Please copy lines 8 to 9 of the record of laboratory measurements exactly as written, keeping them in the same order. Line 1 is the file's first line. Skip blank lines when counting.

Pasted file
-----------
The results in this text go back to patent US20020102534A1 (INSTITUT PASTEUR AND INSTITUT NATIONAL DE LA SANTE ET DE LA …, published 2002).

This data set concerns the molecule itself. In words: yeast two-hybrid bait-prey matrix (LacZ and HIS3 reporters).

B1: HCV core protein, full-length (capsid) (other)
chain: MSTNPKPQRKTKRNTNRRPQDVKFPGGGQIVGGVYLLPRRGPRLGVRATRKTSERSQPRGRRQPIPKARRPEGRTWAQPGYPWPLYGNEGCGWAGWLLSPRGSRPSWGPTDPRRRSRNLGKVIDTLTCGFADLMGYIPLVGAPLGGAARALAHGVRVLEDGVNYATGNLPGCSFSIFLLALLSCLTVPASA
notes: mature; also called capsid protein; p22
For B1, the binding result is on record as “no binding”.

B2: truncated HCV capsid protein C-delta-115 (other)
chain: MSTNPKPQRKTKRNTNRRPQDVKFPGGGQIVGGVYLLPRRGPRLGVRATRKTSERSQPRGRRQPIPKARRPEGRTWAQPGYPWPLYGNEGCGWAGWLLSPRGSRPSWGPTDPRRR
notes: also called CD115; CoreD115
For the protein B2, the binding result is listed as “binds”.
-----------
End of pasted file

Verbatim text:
chain: MSTNPKPQRKTKRNTNRRPQDVKFPGGGQIVGGVYLLPRRGPRLGVRATRKTSERSQPRGRRQPIPKARRPEGRTWAQPGYPWPLYGNEGCGWAGWLLSPRGSRPSWGPTDPRRR
notes: also called CD115; CoreD115